Football, Sports, WVU Sports

Big 12 notebook: O.U. OL loves dominating foes

FRISCO, Texas — Offensive lineman Ben Powers radiated intensity while reliving how the running game contributed to Oklahoma’s dynamic offense last season.
“What gets me going is, I love to take a grown man’s dreams, and I love to crush his dreams,” the senior guard said July 17. “I love dominating. That’s why I do what I do.”
In complement to their Heisman-winning quarterback, Baker Mayfield, the Sooners featured the Big 12’s top rushing attack at 219 yards per game. They averaged a season-high
8.9 yards per carry against WVU to dominate the regular-season finale, 59-31. Then they whipped TCU, 41-17, for the Big 12 championship, milking the final eight minutes on a run-exclusive drive.
“It’s fun to know that you’ve taken the breath out of someone and they don’t want to go no more,” Powers said. “It’s fun to make someone quit.”
Kansas running back Khalil Herbert’s 291-yard detonation against WVU turned out to be the top rushing performance in the Big 12 last season.
His combined output for the ensuing seven games? Just 225 yards.
Now a junior, Herbert reflected on the breakout game at Big 12 media days.
“After the first drive, we realized we could run the ball. The O-line was in sync that day, and the coaches saw that.”
Recalling a 59-yarder in which he juked Dravon Askew-Henry off-balance before stiff-arming the safety to the turf, Herbert said, “It’s instincts at that point. If everybody is accounted for in the box, that last guy — the safety — is on us.”
Because Kansas ultimately lost, 56-34, Herbert said the eye-popping stats felt hollow. “I mark success by a W. It was great, I guess, but I wanted to win that game.”
TCU’s Ben Banogu, the Big 12 preseason defensive player of the year, notices the intangibles of Will Grier, the league’s top preseason offensive prospect.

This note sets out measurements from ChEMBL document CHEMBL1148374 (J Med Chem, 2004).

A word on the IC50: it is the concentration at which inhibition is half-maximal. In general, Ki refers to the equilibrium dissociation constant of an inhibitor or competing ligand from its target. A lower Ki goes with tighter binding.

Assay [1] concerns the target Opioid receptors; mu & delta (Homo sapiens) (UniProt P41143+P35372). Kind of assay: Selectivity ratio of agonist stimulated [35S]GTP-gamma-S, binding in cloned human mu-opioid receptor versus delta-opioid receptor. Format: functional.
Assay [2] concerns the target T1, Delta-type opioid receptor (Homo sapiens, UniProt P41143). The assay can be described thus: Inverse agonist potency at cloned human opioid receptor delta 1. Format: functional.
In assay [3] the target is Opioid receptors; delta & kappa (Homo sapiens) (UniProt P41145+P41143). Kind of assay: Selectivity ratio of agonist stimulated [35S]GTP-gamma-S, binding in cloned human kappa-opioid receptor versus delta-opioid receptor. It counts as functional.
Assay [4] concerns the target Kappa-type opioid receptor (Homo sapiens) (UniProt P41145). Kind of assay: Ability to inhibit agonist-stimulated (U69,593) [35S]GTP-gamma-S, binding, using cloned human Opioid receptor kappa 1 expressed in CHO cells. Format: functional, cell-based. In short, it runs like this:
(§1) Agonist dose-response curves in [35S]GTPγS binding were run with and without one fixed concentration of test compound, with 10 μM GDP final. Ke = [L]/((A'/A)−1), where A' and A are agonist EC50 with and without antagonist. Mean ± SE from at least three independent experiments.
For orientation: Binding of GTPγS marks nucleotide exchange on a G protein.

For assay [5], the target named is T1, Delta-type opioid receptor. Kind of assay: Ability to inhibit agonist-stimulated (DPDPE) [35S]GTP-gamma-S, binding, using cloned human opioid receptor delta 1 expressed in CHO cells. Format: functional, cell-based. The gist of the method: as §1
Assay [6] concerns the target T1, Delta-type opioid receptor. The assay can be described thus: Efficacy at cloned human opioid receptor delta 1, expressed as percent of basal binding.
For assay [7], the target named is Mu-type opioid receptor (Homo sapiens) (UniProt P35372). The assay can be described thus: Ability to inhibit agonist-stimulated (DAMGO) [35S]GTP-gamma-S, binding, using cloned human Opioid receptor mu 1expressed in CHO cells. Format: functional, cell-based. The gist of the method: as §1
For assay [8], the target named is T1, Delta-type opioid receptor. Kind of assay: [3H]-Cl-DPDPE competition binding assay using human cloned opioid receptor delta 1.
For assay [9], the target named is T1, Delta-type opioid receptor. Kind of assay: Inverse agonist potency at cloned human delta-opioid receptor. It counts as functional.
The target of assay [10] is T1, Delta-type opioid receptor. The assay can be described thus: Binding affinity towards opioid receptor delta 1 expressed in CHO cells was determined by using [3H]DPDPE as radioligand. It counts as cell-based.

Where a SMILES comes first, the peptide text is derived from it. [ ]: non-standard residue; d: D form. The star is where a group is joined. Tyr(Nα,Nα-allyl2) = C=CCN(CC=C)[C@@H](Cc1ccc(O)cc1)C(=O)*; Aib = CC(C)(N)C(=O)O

“I think him and Baker (Mayfield) kind of have that same competitive gene. Both of them are winners, and you’re always going to get the best out of them.”
O.U. players donned their garishly oversized Big 12 championship rings at Monday’s interview session. Why did running back Rodney Anderson have his sized for the middle finger?
Because both traditional ring fingers were occupied by Oklahoma’s 2015 and 2016 rings.
“So I had to move this one over,” he said.
While teammates are caught up in the Fortnite crush, Anderson isn’t into video games. Instead, he enjoys hanging out with his girlfriend and catching up on “Breaking Bad” on Netflix.
“I know it’s old, but I finally got around to watching it,” he said.
Kyle Kempt ascended from third-string walk-on to campus hero by directing Iowa State’s titanic upset in Norman last season.
But popularity has its drawbacks.
“I’ve definitely been in the spotlight a lot more, more than I’d like,” he said. “I can’t go out to eat anymore.”
He especially misses stopping in at Jethro’s BBQ.
“After the TCU game, I must’ve stood and talked an hour while my food was sitting there,” Kempt said. “Iowa’s so awesome and the fans are as good as it gets, so I can’t say no.”
— Commissioner Bob Bowlsby on coaches favoring the relaxation of redshirt rules: “It was the right change at the right time … but I hope it doesn’t have the effect of putting kids on the field before they’re ready to play.”
— Oklahoma coach Lincoln Riley on the NCAA increasing transfer flexibility: “I’m not against it — I’m not. I do think that guys ought to have a right to go where they want to go, and I do think the policies maybe were slanted with a little too much power to the schools. … I think the tampering is going to grow exponentially. I know they’re talking about making the punishment a little more strict, but they’re going to have to get it to about the death penalty to make it stop.”